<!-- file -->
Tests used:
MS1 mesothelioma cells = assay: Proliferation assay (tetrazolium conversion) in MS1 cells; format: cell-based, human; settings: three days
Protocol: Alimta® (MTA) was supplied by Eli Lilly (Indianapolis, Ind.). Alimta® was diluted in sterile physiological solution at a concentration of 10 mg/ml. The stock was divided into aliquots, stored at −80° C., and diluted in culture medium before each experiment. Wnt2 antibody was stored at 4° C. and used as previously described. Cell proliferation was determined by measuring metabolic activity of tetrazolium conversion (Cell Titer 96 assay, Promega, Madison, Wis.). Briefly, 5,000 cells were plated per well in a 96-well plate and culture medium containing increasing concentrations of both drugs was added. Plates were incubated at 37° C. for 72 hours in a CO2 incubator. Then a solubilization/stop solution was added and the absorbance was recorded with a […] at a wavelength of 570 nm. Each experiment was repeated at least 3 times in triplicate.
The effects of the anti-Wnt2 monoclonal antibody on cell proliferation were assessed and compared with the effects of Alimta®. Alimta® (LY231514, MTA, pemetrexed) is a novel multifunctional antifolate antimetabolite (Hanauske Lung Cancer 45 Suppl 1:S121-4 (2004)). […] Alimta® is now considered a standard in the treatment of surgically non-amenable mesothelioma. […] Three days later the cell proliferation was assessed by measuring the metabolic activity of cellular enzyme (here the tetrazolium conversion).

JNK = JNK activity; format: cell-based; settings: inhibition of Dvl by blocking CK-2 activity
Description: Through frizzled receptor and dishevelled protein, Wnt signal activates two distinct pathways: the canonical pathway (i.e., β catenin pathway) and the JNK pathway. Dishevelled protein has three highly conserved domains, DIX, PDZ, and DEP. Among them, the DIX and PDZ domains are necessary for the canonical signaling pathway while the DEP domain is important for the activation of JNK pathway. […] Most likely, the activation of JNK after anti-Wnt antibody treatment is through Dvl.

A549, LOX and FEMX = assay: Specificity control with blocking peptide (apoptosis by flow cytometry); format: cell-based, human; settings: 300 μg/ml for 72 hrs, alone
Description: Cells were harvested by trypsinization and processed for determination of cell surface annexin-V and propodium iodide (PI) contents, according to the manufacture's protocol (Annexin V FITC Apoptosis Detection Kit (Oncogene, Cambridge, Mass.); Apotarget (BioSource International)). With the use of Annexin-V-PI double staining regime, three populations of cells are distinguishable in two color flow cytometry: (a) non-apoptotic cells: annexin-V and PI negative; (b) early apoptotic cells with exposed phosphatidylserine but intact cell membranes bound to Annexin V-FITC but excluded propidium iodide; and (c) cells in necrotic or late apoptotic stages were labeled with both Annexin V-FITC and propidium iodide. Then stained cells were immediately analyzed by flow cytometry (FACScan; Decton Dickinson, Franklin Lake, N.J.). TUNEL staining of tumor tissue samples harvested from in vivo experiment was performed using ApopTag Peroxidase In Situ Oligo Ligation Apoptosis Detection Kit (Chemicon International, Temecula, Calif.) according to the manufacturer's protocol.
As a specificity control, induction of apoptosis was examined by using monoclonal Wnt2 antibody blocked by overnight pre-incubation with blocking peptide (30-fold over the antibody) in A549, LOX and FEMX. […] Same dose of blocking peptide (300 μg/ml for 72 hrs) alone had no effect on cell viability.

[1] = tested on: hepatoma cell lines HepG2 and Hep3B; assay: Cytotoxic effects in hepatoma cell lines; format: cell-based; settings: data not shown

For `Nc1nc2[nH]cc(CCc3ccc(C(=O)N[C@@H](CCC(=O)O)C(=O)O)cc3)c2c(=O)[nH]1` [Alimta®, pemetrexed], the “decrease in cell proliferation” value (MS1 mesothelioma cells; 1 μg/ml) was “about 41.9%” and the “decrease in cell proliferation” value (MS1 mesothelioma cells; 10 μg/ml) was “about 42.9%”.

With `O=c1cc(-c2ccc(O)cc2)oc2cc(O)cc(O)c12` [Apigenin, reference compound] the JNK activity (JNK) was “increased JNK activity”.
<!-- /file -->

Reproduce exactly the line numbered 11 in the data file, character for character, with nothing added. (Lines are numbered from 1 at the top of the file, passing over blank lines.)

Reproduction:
For `Nc1nc2[nH]cc(CCc3ccc(C(=O)N[C@@H](CCC(=O)O)C(=O)O)cc3)c2c(=O)[nH]1` [Alimta®, pemetrexed], the “decrease in cell proliferation” value (MS1 mesothelioma cells; 1 μg/ml) was “about 41.9%” and the “decrease in cell proliferation” value (MS1 mesothelioma cells; 10 μg/ml) was “about 42.9%”.